|Malala Yousafzai, schoolgirl shot by Taliban, to speak at UN
Pakistani girl will mark her 16th birthday Friday with speech to world leaders at the United Nations in her new role as global campaigner for education.
By: Hamida Ghafour Foreign Affairs reporter, Published on Fri Jul 12 2013
NEW YORK—On Friday morning, Malala Yousafzai will celebrate her 16th birthday. For most girls, it is an age to obsess over their looks, school or boys, but Malala will mark her special day with a speech to world leaders at the United Nations in her new role as global campaigner for education.
The much-anticipated address will be the first time the Pakistani teenager has spoken in public since the Taliban shot her in the head last October as she travelled home from school. She was one of the few people in Pakistan who had openly and consistently criticized the militants for banning girls’ education.
The girl who struck a chord with millions of people around the world with her simple, brave words — “I want to get my education,” she once said on television — will urge leaders at the UN headquarters to ensure 57 million children who are not in school receive free schooling.
Malala will hand over a petition signed by three million people demanding funds for books, schools and teachers, and calling for an end to child trafficking, child marriage and child labour.
It is a heavy burden for her young shoulders.
But Malala is now a figurehead for a global cause, said Syed Irfan Ashraf, a columnist for Pakistan’s Dawn newspaper and an anti-Taliban activist. He became friends with her family in 2007 when he began covering the rise of Islamist militancy in the Swat Valley, where Malala was born and raised.
“Malala is not Malala any more. She is an institution, she is an ideology,” he said in an interview.
She has been nominated for the Nobel Peace Prize, launched an education charity with the movie star Angelina Jolie, and the UN has named her birthday Malala Day. She is also writing a memoir, I Am Malala, which will be published this autumn as part of a $3 million book deal.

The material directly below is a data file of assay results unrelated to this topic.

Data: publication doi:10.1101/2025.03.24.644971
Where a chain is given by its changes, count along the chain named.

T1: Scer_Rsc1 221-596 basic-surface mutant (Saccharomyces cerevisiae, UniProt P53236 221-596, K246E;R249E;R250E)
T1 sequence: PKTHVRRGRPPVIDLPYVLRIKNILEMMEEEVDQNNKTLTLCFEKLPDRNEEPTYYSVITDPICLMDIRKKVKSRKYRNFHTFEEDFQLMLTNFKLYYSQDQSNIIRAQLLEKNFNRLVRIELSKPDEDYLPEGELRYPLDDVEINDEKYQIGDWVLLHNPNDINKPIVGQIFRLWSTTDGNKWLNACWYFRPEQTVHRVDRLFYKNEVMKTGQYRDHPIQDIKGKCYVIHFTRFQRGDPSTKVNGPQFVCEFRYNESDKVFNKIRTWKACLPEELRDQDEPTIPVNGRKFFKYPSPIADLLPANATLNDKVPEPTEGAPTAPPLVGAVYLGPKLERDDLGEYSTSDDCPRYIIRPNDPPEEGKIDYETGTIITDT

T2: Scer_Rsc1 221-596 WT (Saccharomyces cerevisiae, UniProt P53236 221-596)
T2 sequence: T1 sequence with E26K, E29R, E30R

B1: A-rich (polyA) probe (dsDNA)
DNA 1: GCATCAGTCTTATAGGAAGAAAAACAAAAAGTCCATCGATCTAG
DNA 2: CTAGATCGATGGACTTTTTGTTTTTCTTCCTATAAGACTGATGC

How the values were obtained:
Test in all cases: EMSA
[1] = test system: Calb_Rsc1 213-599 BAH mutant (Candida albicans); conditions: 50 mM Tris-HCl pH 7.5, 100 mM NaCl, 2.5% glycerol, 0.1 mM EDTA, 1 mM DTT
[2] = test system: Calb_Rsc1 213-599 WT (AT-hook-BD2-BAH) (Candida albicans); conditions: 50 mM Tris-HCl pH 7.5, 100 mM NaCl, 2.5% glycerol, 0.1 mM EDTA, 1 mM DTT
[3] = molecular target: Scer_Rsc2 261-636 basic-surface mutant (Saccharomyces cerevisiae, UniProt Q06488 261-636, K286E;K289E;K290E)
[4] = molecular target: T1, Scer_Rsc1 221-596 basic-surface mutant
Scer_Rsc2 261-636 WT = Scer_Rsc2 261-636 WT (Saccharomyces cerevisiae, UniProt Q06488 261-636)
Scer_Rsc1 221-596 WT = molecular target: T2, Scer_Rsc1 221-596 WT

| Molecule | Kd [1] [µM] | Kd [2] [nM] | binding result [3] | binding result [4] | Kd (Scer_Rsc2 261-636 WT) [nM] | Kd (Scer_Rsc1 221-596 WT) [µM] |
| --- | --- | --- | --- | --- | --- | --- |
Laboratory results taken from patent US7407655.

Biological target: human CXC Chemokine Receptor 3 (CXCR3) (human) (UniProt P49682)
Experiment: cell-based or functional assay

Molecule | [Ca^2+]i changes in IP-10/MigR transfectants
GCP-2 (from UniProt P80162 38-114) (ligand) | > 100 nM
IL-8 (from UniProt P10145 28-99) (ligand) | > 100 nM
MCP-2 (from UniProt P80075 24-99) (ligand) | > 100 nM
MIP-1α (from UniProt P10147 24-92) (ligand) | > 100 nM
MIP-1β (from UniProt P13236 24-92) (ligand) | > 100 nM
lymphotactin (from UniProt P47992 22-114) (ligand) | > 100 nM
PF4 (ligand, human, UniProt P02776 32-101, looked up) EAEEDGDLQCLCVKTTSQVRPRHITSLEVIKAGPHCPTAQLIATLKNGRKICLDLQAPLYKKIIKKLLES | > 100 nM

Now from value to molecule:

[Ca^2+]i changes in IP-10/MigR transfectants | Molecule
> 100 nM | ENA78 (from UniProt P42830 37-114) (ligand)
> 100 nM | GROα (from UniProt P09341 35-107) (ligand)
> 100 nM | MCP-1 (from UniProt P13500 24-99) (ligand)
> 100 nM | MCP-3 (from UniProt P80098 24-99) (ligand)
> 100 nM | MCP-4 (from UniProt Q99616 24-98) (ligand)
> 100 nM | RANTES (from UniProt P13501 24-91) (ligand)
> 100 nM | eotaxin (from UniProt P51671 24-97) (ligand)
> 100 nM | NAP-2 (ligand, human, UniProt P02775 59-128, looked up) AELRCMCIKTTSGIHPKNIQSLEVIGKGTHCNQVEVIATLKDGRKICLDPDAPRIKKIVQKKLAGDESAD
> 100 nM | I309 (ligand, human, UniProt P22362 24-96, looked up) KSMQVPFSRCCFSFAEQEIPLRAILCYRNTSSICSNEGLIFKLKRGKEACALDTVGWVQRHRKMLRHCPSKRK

Friday’s event is being organized by Gordon Brown, the former British prime minister who is now UN Special Envoy for Global Education. The day promises to be a spectacle, with 500 youth delegates taking over the UN.
According to a preview of her speech emailed from Brown’s media relations office, they will hear her say: “Let us pick up our books and pens. They are our most powerful weapons. One child, one teacher, one pen and one book can change the world. Education is the only solution.”
Malala’s message has particular resonance at home. In Pakistan’s semi-autonomous Federally Administered Tribal Areas, for example, only 7 per cent of women are literate.
The Pakistani Taliban continues to target schools and students as part of its campaign to wage war against the state. So far, 600 schools have been destroyed. Last month, 14 female students on a bus in Quetta were murdered.
“Despite last October’s worldwide reaction against the shooting of Malala, we have seen an escalation of the threats to — and the shooting and maiming of — boys and girls because they dare to go to school,” Brown wrote last month in an opinion piece published by Reuters.
After a Talib gunman shot Malala in the head on an open-back truck used as a makeshift school bus, Malala was flown at Pakistani taxpayers’ expense to a specialist hospital in Birmingham, England. The bullet was removed from her skull, and her facial nerves repaired. It took her three months to recover.
But the Taliban have not silenced her. The blog posts she wrote under a pen name for the BBC Urdu service, detailing life under the Taliban when it temporarily seized Swat in early 2009, are still circulating online.
And the Taliban have not stopped her from going to school, either. In March she returned to her studies with her doting father Ziauddin, a social activist, at her side.
But despite her determination and the accolades she has received, Malala cannot return to her own school in Mingora, where Ziauddin was principal. The Taliban have vowed to kill her. She is finishing her education at the Edgbaston High School in Birmingham. Her parents and two siblings have moved to the city because of fears for their lives. Ziauddin, a strong supporter of girls’ education, has taken a role as special adviser to Brown.
To the world, Malala is the girl who stood up to the Taliban.
At home in Pakistan, she has also shown that a child from the Pashtun ethnic group, hailing from a rural town, can breach the boundaries of class, age and ethnicity to change her world.
“Malala can become a leader and tell us that is not just the case that elders should have the right to speak,” Ashraf said. “It is not the case that a lady should stay home, or a girl should be married at 14, no. Even if she changes two people, for me she has justified her struggle.”